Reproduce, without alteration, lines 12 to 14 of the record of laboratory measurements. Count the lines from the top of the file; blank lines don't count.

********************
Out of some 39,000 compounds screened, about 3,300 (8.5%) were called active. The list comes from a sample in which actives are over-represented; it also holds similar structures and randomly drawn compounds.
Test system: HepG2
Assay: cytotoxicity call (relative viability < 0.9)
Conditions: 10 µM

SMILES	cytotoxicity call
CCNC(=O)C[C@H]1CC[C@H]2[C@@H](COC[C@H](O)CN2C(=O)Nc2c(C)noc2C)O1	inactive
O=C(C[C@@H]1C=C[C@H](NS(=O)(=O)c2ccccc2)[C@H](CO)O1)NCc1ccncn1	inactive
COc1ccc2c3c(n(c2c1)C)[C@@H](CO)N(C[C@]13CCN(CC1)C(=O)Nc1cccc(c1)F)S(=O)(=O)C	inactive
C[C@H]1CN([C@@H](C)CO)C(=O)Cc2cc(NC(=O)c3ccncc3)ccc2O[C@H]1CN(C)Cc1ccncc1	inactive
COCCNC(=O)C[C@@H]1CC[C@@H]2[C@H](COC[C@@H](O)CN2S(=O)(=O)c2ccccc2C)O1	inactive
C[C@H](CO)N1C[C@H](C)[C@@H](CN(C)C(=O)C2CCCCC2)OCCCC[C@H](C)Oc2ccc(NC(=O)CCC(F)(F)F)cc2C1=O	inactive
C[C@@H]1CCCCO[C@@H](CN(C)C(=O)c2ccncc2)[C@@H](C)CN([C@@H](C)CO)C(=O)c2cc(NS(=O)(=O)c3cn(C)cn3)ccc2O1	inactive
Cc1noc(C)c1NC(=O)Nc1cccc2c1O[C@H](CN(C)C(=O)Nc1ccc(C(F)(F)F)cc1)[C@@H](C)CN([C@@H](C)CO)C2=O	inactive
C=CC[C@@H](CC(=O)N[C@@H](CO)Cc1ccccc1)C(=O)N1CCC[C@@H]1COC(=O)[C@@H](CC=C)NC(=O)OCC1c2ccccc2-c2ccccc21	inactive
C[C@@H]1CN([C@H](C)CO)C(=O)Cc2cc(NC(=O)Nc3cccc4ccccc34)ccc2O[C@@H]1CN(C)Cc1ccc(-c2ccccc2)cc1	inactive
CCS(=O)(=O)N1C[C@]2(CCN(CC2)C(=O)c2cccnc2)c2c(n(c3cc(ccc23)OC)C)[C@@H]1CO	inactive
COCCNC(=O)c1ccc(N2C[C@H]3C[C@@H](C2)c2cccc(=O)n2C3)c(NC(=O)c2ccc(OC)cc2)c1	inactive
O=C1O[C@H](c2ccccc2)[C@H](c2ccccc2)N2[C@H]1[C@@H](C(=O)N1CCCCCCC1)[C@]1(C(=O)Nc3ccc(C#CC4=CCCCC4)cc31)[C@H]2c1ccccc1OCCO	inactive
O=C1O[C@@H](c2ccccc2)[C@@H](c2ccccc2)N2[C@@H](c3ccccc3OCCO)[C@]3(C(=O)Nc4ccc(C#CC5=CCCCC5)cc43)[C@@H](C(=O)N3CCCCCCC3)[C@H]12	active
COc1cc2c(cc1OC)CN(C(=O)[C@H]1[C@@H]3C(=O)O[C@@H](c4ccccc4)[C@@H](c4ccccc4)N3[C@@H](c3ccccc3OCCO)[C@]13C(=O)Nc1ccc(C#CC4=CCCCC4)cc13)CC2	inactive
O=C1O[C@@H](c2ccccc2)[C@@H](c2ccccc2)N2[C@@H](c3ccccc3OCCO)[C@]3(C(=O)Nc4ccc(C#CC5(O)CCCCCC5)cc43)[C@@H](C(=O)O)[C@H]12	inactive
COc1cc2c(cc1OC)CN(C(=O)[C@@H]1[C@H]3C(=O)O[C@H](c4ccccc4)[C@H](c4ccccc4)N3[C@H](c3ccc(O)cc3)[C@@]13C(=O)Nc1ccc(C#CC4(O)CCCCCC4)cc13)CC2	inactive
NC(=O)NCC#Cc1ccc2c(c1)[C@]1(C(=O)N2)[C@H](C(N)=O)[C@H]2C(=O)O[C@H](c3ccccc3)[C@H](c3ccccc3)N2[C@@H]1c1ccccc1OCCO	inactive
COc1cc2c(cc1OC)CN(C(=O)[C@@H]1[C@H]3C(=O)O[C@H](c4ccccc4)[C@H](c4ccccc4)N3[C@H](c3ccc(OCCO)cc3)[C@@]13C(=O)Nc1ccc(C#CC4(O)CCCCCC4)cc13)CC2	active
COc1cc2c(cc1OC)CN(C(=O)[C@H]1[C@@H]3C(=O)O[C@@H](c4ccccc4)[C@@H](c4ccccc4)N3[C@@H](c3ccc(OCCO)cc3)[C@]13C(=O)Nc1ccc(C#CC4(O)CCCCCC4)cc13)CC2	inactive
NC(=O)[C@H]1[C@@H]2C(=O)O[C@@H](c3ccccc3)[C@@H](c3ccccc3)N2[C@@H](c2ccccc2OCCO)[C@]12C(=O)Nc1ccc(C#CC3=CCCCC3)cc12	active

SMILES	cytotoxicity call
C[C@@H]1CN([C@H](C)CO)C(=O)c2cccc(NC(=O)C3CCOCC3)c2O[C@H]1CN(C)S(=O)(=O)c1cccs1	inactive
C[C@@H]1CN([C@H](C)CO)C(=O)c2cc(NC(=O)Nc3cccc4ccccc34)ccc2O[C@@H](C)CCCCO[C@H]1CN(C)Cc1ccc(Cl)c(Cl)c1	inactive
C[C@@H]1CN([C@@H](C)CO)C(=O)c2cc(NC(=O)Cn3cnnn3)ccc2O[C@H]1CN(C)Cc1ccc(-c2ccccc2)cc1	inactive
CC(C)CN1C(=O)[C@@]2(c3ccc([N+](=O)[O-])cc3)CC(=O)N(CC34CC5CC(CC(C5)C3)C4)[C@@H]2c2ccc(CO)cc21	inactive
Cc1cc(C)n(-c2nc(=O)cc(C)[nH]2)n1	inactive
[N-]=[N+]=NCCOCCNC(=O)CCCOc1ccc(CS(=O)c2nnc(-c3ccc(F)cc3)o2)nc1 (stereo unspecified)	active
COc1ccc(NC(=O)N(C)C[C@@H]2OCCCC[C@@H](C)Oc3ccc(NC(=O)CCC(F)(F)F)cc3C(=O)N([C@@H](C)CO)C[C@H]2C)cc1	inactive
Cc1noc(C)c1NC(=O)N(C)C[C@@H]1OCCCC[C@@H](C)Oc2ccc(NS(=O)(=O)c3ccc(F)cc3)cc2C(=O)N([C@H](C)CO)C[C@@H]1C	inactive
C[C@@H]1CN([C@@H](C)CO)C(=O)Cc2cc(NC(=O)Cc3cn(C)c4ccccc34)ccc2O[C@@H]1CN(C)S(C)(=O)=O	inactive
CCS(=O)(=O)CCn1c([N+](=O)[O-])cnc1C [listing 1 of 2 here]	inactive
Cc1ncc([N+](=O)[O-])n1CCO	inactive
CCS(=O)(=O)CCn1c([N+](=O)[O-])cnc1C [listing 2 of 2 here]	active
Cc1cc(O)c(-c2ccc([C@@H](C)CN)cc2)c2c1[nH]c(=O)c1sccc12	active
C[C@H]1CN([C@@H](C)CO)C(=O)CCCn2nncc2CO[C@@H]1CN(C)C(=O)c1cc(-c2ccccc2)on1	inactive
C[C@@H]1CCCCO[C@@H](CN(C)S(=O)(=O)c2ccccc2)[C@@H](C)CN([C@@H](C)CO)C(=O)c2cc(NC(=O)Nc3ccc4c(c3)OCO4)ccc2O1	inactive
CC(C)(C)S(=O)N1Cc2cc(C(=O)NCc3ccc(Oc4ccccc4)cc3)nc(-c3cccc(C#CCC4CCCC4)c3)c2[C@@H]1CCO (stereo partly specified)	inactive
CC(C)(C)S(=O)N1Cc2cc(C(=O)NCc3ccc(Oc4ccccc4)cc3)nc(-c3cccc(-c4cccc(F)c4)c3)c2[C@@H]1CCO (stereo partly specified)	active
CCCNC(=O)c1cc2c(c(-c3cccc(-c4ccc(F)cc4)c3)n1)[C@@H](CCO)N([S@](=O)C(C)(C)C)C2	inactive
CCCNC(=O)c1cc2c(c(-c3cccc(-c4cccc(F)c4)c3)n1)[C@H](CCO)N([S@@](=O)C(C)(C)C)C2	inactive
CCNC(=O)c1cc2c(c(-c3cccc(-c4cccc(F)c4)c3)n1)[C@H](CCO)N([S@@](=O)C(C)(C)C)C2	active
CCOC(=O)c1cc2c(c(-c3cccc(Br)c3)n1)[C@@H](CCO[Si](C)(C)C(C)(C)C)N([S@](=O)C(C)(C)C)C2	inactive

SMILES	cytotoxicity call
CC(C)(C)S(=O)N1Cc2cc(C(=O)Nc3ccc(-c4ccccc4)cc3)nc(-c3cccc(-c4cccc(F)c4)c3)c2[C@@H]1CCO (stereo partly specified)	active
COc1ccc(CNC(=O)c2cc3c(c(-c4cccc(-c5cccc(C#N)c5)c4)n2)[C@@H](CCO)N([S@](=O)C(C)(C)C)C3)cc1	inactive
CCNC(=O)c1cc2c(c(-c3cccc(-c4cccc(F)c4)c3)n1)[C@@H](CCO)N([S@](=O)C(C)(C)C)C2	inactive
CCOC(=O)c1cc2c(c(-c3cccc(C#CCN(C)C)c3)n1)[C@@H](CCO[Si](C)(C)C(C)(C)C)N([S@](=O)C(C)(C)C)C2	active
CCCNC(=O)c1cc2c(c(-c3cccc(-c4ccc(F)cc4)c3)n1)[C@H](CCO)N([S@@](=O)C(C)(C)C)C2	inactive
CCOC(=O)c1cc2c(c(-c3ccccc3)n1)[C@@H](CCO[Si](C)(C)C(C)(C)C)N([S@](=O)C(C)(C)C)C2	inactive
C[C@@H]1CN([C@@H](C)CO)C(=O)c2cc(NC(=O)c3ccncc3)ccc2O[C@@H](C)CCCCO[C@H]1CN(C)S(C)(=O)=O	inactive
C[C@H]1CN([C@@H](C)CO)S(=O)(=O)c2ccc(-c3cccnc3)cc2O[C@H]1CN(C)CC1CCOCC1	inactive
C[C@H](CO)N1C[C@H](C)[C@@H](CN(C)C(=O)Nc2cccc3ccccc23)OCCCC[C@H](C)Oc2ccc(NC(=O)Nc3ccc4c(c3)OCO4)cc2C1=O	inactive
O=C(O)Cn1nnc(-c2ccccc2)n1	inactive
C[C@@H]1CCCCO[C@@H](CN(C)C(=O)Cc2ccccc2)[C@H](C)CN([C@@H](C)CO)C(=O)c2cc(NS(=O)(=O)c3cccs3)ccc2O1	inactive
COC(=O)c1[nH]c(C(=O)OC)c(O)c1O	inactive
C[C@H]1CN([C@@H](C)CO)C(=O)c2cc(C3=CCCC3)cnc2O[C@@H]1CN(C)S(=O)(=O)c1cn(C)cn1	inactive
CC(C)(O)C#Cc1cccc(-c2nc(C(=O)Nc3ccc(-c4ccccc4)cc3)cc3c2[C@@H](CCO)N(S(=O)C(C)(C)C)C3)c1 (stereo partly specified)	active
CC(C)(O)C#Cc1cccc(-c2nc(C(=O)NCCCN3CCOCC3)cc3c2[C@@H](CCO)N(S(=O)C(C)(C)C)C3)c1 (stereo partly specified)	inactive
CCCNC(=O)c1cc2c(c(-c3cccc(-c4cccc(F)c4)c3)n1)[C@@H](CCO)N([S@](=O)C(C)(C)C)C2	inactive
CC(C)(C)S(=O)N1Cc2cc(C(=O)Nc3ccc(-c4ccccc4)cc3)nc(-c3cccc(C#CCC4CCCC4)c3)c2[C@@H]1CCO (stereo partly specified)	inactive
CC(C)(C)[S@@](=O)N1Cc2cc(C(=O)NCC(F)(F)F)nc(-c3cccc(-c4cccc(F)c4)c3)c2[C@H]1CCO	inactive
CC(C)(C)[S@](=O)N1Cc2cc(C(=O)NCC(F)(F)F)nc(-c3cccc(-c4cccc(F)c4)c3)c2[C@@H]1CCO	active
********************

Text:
C[C@@H]1CCCCO[C@@H](CN(C)C(=O)c2ccncc2)[C@@H](C)CN([C@@H](C)CO)C(=O)c2cc(NS(=O)(=O)c3cn(C)cn3)ccc2O1	inactive
Cc1noc(C)c1NC(=O)Nc1cccc2c1O[C@H](CN(C)C(=O)Nc1ccc(C(F)(F)F)cc1)[C@@H](C)CN([C@@H](C)CO)C2=O	inactive
C=CC[C@@H](CC(=O)N[C@@H](CO)Cc1ccccc1)C(=O)N1CCC[C@@H]1COC(=O)[C@@H](CC=C)NC(=O)OCC1c2ccccc2-c2ccccc21	inactive